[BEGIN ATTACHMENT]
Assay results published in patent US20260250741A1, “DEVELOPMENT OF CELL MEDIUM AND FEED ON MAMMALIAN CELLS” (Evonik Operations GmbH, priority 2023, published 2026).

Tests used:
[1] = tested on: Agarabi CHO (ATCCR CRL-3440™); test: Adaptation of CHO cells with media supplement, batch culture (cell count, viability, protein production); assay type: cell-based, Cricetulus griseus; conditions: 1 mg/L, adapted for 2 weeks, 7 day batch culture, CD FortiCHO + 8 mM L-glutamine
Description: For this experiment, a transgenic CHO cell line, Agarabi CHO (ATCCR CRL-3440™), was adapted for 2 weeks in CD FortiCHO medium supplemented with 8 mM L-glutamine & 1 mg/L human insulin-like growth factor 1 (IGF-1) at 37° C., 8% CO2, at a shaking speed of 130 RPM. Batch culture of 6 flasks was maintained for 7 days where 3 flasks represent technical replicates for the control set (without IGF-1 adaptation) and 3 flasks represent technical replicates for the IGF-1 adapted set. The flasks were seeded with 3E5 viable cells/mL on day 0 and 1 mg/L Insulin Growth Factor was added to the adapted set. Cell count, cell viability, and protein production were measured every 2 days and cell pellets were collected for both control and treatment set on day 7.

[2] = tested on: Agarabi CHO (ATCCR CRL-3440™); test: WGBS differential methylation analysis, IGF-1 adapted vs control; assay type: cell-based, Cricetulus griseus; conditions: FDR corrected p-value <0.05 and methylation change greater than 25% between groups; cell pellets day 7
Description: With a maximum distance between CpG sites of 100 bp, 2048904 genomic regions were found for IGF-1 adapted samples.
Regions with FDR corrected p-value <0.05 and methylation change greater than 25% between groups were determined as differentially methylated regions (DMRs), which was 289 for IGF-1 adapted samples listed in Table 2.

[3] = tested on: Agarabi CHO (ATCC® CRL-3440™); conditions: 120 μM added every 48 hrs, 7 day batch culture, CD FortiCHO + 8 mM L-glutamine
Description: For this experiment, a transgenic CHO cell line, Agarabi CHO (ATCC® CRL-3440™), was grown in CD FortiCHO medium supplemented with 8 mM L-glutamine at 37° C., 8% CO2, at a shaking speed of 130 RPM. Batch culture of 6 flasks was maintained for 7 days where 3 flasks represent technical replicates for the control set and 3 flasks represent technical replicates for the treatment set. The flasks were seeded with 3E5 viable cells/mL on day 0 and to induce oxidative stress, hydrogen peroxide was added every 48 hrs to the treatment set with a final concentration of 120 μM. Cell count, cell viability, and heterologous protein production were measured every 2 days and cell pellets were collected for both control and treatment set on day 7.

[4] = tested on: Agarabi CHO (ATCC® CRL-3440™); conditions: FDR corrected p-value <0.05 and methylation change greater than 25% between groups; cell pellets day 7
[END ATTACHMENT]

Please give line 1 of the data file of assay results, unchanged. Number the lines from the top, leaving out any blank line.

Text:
Assay results published in patent US20260250741A1, “DEVELOPMENT OF CELL MEDIUM AND FEED ON MAMMALIAN CELLS” (Evonik Operations GmbH, priority 2023, published 2026).